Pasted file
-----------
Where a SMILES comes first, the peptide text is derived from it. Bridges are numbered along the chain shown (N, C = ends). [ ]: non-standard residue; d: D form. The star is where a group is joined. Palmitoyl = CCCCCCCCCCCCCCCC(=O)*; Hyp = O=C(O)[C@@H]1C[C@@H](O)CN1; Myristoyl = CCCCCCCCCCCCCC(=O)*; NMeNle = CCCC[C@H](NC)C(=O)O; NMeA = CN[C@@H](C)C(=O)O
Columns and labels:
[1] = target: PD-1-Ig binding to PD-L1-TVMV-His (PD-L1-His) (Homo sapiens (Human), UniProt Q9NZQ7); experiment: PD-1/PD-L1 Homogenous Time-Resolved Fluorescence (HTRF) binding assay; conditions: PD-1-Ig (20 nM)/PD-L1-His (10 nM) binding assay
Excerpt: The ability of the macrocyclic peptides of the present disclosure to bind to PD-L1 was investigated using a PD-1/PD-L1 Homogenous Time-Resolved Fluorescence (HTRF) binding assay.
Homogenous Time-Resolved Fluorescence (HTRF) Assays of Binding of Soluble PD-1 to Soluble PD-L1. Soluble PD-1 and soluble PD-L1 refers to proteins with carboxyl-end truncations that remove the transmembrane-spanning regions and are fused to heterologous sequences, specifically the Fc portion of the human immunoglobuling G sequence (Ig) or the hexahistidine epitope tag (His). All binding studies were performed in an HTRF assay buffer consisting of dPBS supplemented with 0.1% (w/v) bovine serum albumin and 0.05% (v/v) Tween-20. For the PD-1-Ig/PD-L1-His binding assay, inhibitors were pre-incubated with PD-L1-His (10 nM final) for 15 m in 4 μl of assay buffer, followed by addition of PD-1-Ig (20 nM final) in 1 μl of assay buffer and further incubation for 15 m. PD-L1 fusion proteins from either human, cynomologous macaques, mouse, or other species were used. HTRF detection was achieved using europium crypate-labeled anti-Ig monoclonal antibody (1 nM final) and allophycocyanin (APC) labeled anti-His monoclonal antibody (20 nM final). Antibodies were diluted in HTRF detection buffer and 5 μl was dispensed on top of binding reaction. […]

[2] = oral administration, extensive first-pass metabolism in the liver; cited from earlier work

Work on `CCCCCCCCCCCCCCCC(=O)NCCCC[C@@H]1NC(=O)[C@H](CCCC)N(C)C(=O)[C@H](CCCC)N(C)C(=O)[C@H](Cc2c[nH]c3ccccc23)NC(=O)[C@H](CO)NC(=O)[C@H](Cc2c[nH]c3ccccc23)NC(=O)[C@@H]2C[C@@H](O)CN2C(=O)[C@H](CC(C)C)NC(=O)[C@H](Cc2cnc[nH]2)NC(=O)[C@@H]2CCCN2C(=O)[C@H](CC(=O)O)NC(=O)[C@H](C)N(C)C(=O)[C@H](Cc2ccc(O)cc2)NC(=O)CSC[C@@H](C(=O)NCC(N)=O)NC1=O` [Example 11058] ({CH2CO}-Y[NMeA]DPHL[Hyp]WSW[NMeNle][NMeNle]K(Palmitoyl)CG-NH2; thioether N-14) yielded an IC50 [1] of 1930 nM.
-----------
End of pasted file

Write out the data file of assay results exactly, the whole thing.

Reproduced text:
Where a SMILES comes first, the peptide text is derived from it. Bridges are numbered along the chain shown (N, C = ends). [ ]: non-standard residue; d: D form. The star is where a group is joined. Palmitoyl = CCCCCCCCCCCCCCCC(=O)*; Hyp = O=C(O)[C@@H]1C[C@@H](O)CN1; Myristoyl = CCCCCCCCCCCCCC(=O)*; NMeNle = CCCC[C@H](NC)C(=O)O; NMeA = CN[C@@H](C)C(=O)O
Columns and labels:
[1] = target: PD-1-Ig binding to PD-L1-TVMV-His (PD-L1-His) (Homo sapiens (Human), UniProt Q9NZQ7); experiment: PD-1/PD-L1 Homogenous Time-Resolved Fluorescence (HTRF) binding assay; conditions: PD-1-Ig (20 nM)/PD-L1-His (10 nM) binding assay
Excerpt: The ability of the macrocyclic peptides of the present disclosure to bind to PD-L1 was investigated using a PD-1/PD-L1 Homogenous Time-Resolved Fluorescence (HTRF) binding assay.
Homogenous Time-Resolved Fluorescence (HTRF) Assays of Binding of Soluble PD-1 to Soluble PD-L1. Soluble PD-1 and soluble PD-L1 refers to proteins with carboxyl-end truncations that remove the transmembrane-spanning regions and are fused to heterologous sequences, specifically the Fc portion of the human immunoglobuling G sequence (Ig) or the hexahistidine epitope tag (His). All binding studies were performed in an HTRF assay buffer consisting of dPBS supplemented with 0.1% (w/v) bovine serum albumin and 0.05% (v/v) Tween-20. For the PD-1-Ig/PD-L1-His binding assay, inhibitors were pre-incubated with PD-L1-His (10 nM final) for 15 m in 4 μl of assay buffer, followed by addition of PD-1-Ig (20 nM final) in 1 μl of assay buffer and further incubation for 15 m. PD-L1 fusion proteins from either human, cynomologous macaques, mouse, or other species were used. HTRF detection was achieved using europium crypate-labeled anti-Ig monoclonal antibody (1 nM final) and allophycocyanin (APC) labeled anti-His monoclonal antibody (20 nM final). Antibodies were diluted in HTRF detection buffer and 5 μl was dispensed on top of binding reaction. […]

[2] = oral administration, extensive first-pass metabolism in the liver; cited from earlier work

Work on `CCCCCCCCCCCCCCCC(=O)NCCCC[C@@H]1NC(=O)[C@H](CCCC)N(C)C(=O)[C@H](CCCC)N(C)C(=O)[C@H](Cc2c[nH]c3ccccc23)NC(=O)[C@H](CO)NC(=O)[C@H](Cc2c[nH]c3ccccc23)NC(=O)[C@@H]2C[C@@H](O)CN2C(=O)[C@H](CC(C)C)NC(=O)[C@H](Cc2cnc[nH]2)NC(=O)[C@@H]2CCCN2C(=O)[C@H](CC(=O)O)NC(=O)[C@H](C)N(C)C(=O)[C@H](Cc2ccc(O)cc2)NC(=O)CSC[C@@H](C(=O)NCC(N)=O)NC1=O` [Example 11058] ({CH2CO}-Y[NMeA]DPHL[Hyp]WSW[NMeNle][NMeNle]K(Palmitoyl)CG-NH2; thioether N-14) yielded an IC50 [1] of 1930 nM.